Sector 2010 2011 2012 2013 2014 2015 2016 2017 2018 2019 2020
Metal ore mining 52.3 27.74 35.78 31 38.4 26.7 25.5 21 23 13.4 2.812
Oil and gas (conventional and non-conventional)
2 1.4 1.9 0.9 1.05 1.2 0.8 1 1.12 1 0.236
Pulp and paper 4.1 4.74 4.2 5.5 4.4
4 3.8
4.2 3.5 4
1.026
Wood products 0.34 0.15 0.5 0.49 0.2 0.2 0.2 0.2 0.2 0.2 0.03
Waste treatment and disposals 4.14 5.3 5 3.7 4 4.4 4.3 4 4 6.2 0.084
All other sectors 0.8 2.3 1.8 1.5 0.7 0.7 0.6 0.4 0.3 0.4 0.12
Total releases
63.71 41.75 49.22 43.03 48.79 37.26 35.24 30.83 32.16 25.25 5.474

Total disposals and transfers for treatment and recycling

In 2020, 2,773 tonnes of cadmium and its compounds were reported to the NPRI as disposals or transfers for treatment and recycling. The sectors reporting the largest quantities of disposals or transfers were the metal ore mining sector with 50% (1,380 tonne) of disposals, and the waste treatment and disposal sector (49% or 1,339 tonnes).The remaining sectors reported 1% or 39 tonnes of disposals and transfers.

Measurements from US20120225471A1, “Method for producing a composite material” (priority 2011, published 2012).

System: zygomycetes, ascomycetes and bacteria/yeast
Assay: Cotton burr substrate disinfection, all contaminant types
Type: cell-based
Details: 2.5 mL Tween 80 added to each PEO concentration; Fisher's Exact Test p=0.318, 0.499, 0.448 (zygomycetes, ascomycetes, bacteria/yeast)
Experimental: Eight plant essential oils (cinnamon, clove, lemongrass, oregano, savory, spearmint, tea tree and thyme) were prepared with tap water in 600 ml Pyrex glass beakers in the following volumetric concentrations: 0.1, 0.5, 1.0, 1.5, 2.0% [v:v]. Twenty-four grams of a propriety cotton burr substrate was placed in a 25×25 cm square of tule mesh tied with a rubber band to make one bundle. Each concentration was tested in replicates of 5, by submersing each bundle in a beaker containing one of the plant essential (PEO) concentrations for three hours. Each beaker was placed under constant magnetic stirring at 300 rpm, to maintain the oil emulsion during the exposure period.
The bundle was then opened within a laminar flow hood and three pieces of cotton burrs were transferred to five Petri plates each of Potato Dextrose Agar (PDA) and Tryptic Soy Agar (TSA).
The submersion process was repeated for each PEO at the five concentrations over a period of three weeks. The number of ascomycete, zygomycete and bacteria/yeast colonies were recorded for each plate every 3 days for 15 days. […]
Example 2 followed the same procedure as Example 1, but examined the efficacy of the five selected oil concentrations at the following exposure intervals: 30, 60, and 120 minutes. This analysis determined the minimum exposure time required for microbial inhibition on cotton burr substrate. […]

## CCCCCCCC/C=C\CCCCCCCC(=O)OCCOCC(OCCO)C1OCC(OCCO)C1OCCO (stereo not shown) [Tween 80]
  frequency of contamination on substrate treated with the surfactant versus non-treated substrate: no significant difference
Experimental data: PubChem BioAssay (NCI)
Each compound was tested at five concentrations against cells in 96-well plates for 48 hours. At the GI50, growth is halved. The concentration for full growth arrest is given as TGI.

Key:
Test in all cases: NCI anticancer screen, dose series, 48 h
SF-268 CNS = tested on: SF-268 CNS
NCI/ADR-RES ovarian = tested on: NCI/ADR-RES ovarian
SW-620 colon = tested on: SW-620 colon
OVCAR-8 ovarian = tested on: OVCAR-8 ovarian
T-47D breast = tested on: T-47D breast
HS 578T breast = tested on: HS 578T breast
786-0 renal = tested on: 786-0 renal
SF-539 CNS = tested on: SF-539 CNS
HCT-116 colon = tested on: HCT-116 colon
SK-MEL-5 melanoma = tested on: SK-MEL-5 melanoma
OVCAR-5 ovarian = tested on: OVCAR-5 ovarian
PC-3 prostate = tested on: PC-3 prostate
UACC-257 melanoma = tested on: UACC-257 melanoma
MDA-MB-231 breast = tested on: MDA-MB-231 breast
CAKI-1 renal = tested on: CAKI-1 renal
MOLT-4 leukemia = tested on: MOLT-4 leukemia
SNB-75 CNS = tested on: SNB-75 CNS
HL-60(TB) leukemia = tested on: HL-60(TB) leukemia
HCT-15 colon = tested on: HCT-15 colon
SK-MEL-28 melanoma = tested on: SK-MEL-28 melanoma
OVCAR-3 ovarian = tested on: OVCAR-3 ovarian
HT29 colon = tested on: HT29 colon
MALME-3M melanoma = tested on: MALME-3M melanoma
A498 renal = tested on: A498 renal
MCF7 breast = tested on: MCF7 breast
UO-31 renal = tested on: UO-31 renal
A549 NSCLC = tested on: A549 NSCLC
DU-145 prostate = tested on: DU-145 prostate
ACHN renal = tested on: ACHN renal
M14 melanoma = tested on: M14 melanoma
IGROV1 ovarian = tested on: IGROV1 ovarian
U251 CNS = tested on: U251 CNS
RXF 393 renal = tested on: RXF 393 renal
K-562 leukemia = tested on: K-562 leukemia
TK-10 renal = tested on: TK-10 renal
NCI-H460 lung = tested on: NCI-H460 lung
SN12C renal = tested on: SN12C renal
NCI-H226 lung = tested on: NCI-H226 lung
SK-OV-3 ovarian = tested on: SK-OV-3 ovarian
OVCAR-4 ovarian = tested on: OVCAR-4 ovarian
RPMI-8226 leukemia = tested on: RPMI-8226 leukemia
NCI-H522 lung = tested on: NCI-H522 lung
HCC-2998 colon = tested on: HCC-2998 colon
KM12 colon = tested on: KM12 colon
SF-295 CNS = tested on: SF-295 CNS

A total of 56% of facilities in the metal ore mining sector that reported disposals of cadmium and its compounds were mines and quarries where gold, silver, nickel and copper were the primary metals extracted.

Disposal, transfers and recycling of cadmium and its compounds, by sector (2020)
Long description
Disposal, transfers and recycling of cadmium and its compounds, by sector (2020)
Sector Quantity (tonnes)
Metal ore mining 1,380.38
Oil and Gas (Conventional and Non-Conventional)
11.08
Pulp and Paper
3.498
Wood Products 0.3
Chemicals 0.12
Waste treatment and disposals
1,339.179
All other sectors
38.823
Total 2,773.38

The map below shows the total quantities of cadmium and its compounds disposed of or transferred for treatment and recycling by facilities in 2020. Disposals of cadmium and its compounds were concentrated mainly in Québec, British Columbia and Ontario (2,143 tonnes, 346 tonnes and 203 tonnes respectively).

Total quantity of cadmium and its compounds disposed of or transferred for treatment and recycling by facilities in 2020.